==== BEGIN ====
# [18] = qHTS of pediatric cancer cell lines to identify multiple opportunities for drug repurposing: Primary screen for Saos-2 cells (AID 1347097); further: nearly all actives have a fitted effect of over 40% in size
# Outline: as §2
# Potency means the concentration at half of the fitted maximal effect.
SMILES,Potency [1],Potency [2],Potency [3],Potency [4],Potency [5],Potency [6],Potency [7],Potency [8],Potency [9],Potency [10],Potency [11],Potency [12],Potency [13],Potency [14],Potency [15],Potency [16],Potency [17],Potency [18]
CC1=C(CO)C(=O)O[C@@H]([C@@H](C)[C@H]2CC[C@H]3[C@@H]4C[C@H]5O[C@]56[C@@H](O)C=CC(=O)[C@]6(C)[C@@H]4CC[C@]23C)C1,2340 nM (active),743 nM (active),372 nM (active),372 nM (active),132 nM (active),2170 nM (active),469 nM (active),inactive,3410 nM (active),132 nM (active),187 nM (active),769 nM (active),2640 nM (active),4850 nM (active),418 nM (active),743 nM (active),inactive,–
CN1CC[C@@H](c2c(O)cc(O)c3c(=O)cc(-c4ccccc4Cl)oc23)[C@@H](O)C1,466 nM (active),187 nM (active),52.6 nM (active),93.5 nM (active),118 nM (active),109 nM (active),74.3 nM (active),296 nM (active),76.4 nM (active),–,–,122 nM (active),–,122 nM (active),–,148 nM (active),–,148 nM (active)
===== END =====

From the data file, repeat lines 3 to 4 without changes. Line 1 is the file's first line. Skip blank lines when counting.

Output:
# Potency means the concentration at half of the fitted maximal effect.
SMILES,Potency [1],Potency [2],Potency [3],Potency [4],Potency [5],Potency [6],Potency [7],Potency [8],Potency [9],Potency [10],Potency [11],Potency [12],Potency [13],Potency [14],Potency [15],Potency [16],Potency [17],Potency [18]